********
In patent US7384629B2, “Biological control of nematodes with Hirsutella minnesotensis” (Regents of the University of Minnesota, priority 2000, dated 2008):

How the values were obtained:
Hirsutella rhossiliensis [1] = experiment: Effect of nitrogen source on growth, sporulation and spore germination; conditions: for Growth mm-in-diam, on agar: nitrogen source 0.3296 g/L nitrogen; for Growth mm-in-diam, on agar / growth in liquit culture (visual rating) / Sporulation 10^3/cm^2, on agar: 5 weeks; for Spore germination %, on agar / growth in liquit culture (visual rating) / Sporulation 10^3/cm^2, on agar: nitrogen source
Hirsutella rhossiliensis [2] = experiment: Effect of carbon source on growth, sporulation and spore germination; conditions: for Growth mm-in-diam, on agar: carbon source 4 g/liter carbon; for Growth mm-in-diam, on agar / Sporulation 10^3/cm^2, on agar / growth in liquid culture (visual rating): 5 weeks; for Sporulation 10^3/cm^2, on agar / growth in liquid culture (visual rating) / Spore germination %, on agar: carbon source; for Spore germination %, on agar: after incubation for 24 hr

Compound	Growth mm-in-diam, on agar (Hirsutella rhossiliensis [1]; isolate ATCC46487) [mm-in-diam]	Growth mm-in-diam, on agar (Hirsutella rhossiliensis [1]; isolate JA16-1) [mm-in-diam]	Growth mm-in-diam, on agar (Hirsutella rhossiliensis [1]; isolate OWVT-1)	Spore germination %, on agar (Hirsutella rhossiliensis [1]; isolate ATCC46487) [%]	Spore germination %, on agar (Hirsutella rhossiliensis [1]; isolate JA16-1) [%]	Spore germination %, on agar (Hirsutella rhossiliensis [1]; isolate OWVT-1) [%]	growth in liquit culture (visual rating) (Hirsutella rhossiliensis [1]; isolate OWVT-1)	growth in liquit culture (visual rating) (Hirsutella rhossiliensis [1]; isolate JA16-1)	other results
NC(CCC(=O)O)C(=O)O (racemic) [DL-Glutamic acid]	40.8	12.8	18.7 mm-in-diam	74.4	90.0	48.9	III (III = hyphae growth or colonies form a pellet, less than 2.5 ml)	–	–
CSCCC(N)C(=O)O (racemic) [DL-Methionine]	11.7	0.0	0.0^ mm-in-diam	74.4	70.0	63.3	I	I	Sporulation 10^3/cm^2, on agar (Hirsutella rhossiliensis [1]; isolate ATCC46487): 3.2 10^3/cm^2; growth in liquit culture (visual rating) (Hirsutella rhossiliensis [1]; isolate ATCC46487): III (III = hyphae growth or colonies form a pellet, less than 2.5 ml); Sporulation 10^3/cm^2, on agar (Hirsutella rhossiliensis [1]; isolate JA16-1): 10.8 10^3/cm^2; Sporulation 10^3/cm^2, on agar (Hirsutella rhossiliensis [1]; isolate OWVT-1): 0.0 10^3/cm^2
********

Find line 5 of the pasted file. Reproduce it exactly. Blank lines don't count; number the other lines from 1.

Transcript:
Compound	Growth mm-in-diam, on agar (Hirsutella rhossiliensis [1]; isolate ATCC46487) [mm-in-diam]	Growth mm-in-diam, on agar (Hirsutella rhossiliensis [1]; isolate JA16-1) [mm-in-diam]	Growth mm-in-diam, on agar (Hirsutella rhossiliensis [1]; isolate OWVT-1)	Spore germination %, on agar (Hirsutella rhossiliensis [1]; isolate ATCC46487) [%]	Spore germination %, on agar (Hirsutella rhossiliensis [1]; isolate JA16-1) [%]	Spore germination %, on agar (Hirsutella rhossiliensis [1]; isolate OWVT-1) [%]	growth in liquit culture (visual rating) (Hirsutella rhossiliensis [1]; isolate OWVT-1)	growth in liquit culture (visual rating) (Hirsutella rhossiliensis [1]; isolate JA16-1)	other results